2. participate in communication with teachers and other school staff and share concerns regarding their child’s academic, social and behavioral progress.

3. visit their child’s school to meet with his or her teacher and principal at mutually agreeable times.

4. participate in meaningful parent-teacher conferences to discuss their child’s progress in school.

5. be informed of their child’s academic and behavioral progress in school.

6. be encouraged to participate and receive assistance in participating effectively in governance and educational decision-making through the School Leadership Team at their child’s school.

7. be accompanied by a friend, advisor, or interpreter at hearings, conferences, interviews and other meetings concerning their child, in accordance with established procedures.

8. be provided, if they are hearing impaired, with an interpreter at any meeting or activity which they attend which is specific to the academic and or disciplinary aspects of their child’s educational program, provided a written request is made prior to the meeting or activity; if an interpreter is unavailable, other reasonable accommodations shall be made.

9. have school staff make every reasonable attempt to ensure that parents receive important notices from the school, such as notices concerning parent-teacher conferences, open school week, parent association notices, etc.

10. be a member of the parent or parent-teacher association of his or her child's school without regard to the payment of dues.



Parents have the right to follow appropriate procedures to pursue complaints or appeal decisions affecting their child.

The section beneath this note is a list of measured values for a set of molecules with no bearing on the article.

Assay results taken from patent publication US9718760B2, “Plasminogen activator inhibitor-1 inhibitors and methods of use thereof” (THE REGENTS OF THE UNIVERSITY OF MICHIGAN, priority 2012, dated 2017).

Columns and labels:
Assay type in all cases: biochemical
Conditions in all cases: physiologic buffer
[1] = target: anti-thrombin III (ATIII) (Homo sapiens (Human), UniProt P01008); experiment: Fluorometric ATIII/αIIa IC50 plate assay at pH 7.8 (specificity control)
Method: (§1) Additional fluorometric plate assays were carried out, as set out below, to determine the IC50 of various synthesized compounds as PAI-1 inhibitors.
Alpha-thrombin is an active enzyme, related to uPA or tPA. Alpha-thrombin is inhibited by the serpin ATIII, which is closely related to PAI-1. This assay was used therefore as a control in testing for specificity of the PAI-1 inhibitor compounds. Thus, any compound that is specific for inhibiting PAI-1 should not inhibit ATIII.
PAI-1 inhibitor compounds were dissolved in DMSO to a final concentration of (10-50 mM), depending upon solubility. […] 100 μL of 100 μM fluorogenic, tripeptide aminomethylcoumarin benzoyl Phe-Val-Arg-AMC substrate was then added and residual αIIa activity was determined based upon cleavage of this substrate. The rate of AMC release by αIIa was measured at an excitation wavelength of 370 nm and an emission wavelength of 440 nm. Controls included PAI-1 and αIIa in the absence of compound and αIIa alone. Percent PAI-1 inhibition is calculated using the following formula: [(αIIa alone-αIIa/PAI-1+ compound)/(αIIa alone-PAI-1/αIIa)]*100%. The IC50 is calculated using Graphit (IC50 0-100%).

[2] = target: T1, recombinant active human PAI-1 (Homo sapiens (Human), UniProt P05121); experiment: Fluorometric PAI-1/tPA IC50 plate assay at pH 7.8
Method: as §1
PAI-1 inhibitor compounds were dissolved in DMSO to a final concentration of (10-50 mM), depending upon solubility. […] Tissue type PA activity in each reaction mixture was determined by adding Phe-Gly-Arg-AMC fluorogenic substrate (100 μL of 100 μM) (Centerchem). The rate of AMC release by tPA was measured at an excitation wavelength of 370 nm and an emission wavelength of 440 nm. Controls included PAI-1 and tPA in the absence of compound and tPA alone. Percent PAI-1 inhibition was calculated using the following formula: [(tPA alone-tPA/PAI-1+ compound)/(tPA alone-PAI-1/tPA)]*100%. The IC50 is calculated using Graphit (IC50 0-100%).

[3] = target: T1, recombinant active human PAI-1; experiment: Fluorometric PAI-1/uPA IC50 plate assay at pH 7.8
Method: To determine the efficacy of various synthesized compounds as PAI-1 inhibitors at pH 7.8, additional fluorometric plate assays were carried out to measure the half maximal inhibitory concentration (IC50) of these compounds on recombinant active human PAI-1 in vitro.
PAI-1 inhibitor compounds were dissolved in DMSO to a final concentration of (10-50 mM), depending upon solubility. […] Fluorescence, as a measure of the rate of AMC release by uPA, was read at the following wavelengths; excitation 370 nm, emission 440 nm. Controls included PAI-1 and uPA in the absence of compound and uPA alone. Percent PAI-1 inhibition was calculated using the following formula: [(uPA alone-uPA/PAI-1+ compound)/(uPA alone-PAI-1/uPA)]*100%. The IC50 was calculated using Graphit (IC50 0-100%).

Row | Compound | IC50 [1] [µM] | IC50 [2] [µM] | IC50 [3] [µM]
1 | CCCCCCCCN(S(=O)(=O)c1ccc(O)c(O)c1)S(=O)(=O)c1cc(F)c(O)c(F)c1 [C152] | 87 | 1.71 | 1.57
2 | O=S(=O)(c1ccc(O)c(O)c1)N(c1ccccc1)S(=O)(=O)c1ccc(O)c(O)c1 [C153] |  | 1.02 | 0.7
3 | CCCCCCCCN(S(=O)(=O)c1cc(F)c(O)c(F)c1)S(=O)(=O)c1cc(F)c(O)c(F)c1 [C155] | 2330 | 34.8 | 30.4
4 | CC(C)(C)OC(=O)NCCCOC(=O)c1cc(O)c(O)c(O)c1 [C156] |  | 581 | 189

Parents have the right to:

1. appeal any entry in their child’s records on the grounds that it is inaccurate, misleading, or in violation of their child’s privacy rights and request that such records be amended, in accordance with Chancellor’s Regulation A-820.

2. follow applicable procedures for filing complaints or appealing decisions which they believe violate their own or their child’s rights.

What I don't see here is the right to have one's complaint and appeals resolved within a specified period of time, or ever.

parent rights in 1970

I'm just starting to look into this area.

Here's a page that mentions a Parent Bill of Rights in Philadelphia in 1974.

As well, the state of Texas has a law governing parent rights. Haven't read yet, but I like this section:

Access to Teaching Materials

(a) A parent is entitled to:

(1) review all teaching materials, textbooks, and other teaching aids used in the classroom of the parent's child; and

(2) review each test administered to the parent's child after the test is administered.

(b) A school district shall make teaching materials and tests readily available for review by parents. The district may specify reasonable hours for review.

(c) A student's parent is entitled to request that the school district or open-enrollment charter school the student attends allow the student to take home any textbook used by the student. Subject to the availability of a textbook, the district or school shall honor the request. A student who takes home a textbook must return the textbook to school at the beginning of the next school day if requested to do so by the student's teacher. In this subsection, "textbook" has the meaning assigned by Section 31.002.

You have to love the fact that somebody actually had to write a law requiring the school to let kids take the textbooks home.

oh - wait!

They didn't even get that far.

The school has to let students take textbooks home subject to availability.

yeah, well, I can see that.

Our 7th grade Spanish class doesn't have enough books to go around.

So if everyone wanted to take a textbook home to study, they'd be in trouble.

-- CatherineJohnson - 02 Apr 2006